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A broad array of national groups has urged President George W. Bush to postpone action on the controversial "charitable choice" provision in his "faith-based initiative."

In a joint letter to Bush today, major national labor, education, religious, civil rights and civil liberties groups asked the president not to push for passage of the most divisive aspects of the "faith-based" package at a time when Americans are striving for national unity.

Recent news media reports have indicated that some Bush advisors want to press for the administration proposal now to take advantage of the bipartisan spirit in Congress and the country. The groups signing the letter to Bush note, however, that any effort to advance the "charitable choice" provision of the faith-based package would raise religiously divisive issues and meet with strong resistance.

"People of all faiths -- and those of no religion -- are uniting together as Americans," said the joint letter. "This is no time to divide us along religious lines."

The president's "charitable choice" proposal allows churches and other ministries to receive government grants and contracts and still discriminate on religious grounds in hiring staff. In addition, the provision threatens church-state separation, exposes needy Americans to unwanted proselytism and undercuts the independence of religious organizations. (Other aspects of the faith-based plan -- such as tax incentives for donations to church-affiliated and other charities -- are supported by broad consensus and would likely pass the Senate with little opposition.)

Said the letter to Bush, "In light of the recent tragic attacks on our nation, we, the undersigned religious, civil rights, labor, education, substance abuse and health organizations, are writing to urge you to hold off on any attempt to move the 'Charitable Choice' aspect of your Faith-Based Initiative. While many of the undersigned groups support the major tax incentives you have proposed as part of this initiative, we are all strongly opposed to the religiously divisive 'Charitable Choice' provisions.

"Recent media reports have indicated that some advisors in your Administration are hoping to 'revive prospects' for the Faith-Based Initiative in the wake of the attacks, with some aides suggesting a new push for 'Charitable Choice,'" the letter continued. "While we applaud your recent efforts to unite and rally the nation and spur charitable giving to victims and communities, Charitable Choice is only a step backward toward divisiveness.

"At the core of 'Charitable Choice' are provisions that authorize religious discrimination in employment with government funds. It would allow a government-funded social service program to turn someone away from employment merely because they are the 'wrong' religion. 'We don't hire Jews' or 'we don't hire Muslims' or 'we don't hire Catholics' are not policies that should ever have a place in a Federal Government program. It would seem particularly unwise to push such a religiously divisive proposal at this time."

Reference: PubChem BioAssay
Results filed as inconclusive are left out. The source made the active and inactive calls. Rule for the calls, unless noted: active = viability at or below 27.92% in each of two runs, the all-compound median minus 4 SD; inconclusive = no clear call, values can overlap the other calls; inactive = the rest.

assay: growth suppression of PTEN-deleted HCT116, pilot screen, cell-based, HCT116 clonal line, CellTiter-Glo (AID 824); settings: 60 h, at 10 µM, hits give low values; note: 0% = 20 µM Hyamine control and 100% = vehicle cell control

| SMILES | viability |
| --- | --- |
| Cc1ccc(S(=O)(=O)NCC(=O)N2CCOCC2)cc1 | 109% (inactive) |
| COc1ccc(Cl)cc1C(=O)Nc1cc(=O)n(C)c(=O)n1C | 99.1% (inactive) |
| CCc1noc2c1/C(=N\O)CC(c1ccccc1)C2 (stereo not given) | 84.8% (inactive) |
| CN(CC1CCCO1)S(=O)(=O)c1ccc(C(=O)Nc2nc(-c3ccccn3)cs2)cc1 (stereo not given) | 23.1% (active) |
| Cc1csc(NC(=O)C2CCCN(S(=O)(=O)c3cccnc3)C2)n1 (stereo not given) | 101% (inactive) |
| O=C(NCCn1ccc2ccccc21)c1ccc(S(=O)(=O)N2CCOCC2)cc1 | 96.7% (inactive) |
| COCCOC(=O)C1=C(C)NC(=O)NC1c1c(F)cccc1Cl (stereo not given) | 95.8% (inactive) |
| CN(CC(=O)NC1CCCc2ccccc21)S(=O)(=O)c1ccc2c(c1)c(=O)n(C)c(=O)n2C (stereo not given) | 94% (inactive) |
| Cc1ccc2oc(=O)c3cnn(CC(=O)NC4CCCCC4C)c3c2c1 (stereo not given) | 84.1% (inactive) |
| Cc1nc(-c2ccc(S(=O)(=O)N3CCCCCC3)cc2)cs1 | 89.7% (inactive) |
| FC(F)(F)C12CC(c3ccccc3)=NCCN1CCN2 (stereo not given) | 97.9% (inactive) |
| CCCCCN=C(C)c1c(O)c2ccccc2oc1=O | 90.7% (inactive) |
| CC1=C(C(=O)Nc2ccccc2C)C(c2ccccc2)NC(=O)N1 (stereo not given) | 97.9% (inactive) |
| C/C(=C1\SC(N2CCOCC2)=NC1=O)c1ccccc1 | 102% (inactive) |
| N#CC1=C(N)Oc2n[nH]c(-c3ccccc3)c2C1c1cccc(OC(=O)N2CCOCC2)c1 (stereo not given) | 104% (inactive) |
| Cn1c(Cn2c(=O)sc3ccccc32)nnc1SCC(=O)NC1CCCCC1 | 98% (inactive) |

The letter goes on to note that the "charitable choice" provision is also controversial because it permits the proselytization of people seeking government assistance, enables new lawsuits against state and local governments, provides no new funds for programs in which religiously affiliated programs already play a role and raises constitutional concerns about the independence of houses of worship.

Concludes the letter to Bush, "We applaud you on your leadership during this crisis, and thank you for your efforts to spur charitable giving and services at this time of need. While tax incentives to further encourage charitable activity may be exactly what the country needs right now, 'Charitable Choice' is not."

Groups signing the letter to Bush include:

American Association of School Administrators
American Association of University Women
American Civil Liberties Union
American Counseling Association
American Federation of Government Employees, AFL-CIO
American Federation of State, County and Municipal Employees
American Federation of Teachers
American Humanist Association
Americans for Religious Liberty
Americans United for Separation of Church and State
Baptist Joint Committee on Public Affairs
Central Conference of American Rabbis
Christians For Justice Action
Communications Workers of America (CWA)
Equal Partners in Faith
Friends Committee on National Legislation (Quakers)
General Board of Church and Society of The United Methodist Church
Jewish Council for Public Affairs
Leadership Conference on Civil Rights
Legal Action Center
Lawyers' Committee for Civil Rights Under Law
NAADAC, The Association for Addiction Professionals
National Association of Social Workers
National Council for Community Behavioral Healthcare
National Council of Jewish Women
National Council on Alcoholism and Drug Dependence
National Education Association
National Organization for Women
National PTA
NOW Legal Defense and Education Fund
OMB Watch
Partnership for Recovery
People For the American Way
Service Employees International Union, (SEIU) AFL-CIO
State Associations of Addiction Services
Texas Faith Network
Texas Freedom Network
The Center For Progressive Christianity
The Employment Project
The Interfaith Alliance
Union of American Hebrew Congregations
Unitarian Universalist Association of Congregations
United Church of Christ, Justice and Witness Ministries
Women of Reform Judaism

Americans United is a religious liberty watchdog group based in Washington, D.C. Founded in 1947, the organization educates Americans about the importance of church-state separation in safeguarding religious freedom.